Usually if any of my sweaters end up getting a nonremovable stain on them, they end up in my clothing donation bag (because again, some nonprofits sell lightly stained clothing to textile recyclers), but now I’m going to start cutting up those sweaters and saving the unstained parts, because I recently discovered a really easy way to reuse them–sweater pumpkins! There all different types of directions and video tutorials on the internet on how to make sweater pumpkins; some instructions such as here at Mama Dares to DIY on YouTube involve no sewing at all while the YouTube video here from Confessions of a Serial DIYer has one step that involves minimal, simple hand sewing using a large needle and embroidery thread. You basically cut sections of a sweater’s sleeve or main body and either stretch them around an existing “dollar store” pumpkin, or turn the sweater piece inside out, tie off the bottom,” turn it back right side out to create a “pouch” (with the bottom tie-off now hidden inside), fill the pouch with stuffing, gather the top edges all together, tie it off and wrap with twine to create the stem, and use the needle and thread to create the pumpkin “ripples”.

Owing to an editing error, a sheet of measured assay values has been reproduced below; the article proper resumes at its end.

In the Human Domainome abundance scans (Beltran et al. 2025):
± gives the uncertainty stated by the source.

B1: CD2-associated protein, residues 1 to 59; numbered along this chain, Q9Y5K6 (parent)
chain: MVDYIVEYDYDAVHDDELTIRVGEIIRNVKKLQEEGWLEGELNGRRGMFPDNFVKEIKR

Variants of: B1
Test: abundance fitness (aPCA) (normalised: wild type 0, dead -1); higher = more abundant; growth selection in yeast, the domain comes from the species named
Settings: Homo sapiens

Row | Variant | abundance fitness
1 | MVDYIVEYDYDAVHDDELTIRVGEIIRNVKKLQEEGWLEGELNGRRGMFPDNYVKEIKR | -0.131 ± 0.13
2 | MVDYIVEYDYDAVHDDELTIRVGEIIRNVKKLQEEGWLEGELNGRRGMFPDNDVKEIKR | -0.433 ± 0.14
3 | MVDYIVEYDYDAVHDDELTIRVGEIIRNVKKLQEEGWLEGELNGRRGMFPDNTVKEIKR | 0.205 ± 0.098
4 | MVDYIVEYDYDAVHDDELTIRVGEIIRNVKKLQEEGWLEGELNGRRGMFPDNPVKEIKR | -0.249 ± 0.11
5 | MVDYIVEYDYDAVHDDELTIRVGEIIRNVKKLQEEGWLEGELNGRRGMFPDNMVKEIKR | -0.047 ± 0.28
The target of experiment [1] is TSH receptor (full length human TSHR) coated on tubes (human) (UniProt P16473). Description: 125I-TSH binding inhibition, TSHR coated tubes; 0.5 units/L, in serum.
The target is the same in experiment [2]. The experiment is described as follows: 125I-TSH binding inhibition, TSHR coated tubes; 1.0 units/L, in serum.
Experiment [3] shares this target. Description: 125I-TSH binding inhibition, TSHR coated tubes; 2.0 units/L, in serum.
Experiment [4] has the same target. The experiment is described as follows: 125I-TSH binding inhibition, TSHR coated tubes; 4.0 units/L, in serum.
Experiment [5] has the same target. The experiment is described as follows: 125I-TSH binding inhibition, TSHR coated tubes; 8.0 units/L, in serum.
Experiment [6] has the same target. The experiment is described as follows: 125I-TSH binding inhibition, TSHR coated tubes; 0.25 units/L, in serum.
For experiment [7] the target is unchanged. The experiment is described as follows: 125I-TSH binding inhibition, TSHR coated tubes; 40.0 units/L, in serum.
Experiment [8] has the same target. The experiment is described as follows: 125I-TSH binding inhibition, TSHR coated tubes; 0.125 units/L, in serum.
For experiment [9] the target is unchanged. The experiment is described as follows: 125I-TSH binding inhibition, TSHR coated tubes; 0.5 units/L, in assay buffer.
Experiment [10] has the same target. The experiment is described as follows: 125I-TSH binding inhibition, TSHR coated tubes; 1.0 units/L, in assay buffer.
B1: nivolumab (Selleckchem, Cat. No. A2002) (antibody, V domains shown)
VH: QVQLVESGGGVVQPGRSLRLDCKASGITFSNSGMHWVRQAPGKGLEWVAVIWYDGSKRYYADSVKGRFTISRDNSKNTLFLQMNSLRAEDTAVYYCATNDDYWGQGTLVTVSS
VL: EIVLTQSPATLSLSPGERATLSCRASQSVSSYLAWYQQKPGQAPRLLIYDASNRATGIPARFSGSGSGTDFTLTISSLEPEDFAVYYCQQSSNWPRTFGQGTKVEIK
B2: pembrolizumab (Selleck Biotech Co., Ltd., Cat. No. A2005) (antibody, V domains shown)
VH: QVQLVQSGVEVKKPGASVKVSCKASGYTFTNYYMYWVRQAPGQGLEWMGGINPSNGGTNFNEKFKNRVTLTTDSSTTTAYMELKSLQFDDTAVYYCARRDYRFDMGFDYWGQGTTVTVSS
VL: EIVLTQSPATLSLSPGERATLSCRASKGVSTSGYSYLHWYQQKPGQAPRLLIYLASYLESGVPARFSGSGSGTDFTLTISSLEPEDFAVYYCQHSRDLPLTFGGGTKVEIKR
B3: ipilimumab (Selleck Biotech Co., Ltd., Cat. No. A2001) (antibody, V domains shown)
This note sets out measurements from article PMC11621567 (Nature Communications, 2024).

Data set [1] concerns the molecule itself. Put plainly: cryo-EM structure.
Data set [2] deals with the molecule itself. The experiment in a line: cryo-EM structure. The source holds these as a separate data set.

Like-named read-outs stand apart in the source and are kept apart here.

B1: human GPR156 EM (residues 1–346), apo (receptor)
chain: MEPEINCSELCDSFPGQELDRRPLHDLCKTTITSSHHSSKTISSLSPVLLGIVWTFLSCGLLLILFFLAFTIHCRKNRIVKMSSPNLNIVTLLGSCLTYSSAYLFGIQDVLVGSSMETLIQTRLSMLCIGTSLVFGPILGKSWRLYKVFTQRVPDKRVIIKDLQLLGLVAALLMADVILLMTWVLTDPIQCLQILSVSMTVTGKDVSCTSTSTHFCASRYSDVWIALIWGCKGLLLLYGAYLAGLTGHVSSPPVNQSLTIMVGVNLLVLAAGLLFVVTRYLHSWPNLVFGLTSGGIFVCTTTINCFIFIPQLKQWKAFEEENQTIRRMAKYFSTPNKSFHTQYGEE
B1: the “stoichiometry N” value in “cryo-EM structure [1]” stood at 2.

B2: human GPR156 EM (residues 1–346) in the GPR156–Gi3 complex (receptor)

Both types involve the use of a glue gun (a great tool to have on hand, btw, even if you don’t consider yourself very crafty). Both types of pumpkins can also be made using an old flannel shirt or T-shirt, with the same directions, although I think the shirt pieces work best using the directions that involve stuffing and sewing. And, you can still donate the leftovers from the project to charities that benefit from textile recycling. Another fun fact: If the sweater or shirt is 100% wool or cotton, its remnants can even be cut up and put into a compost bin or pile.
I’d love to hear about your best DIY costumes and/or scarecrows that either you’ve made or seen. And if you like Untrash, please subscribe (see signup on side bar or below) and help spread the word by sharing on social media!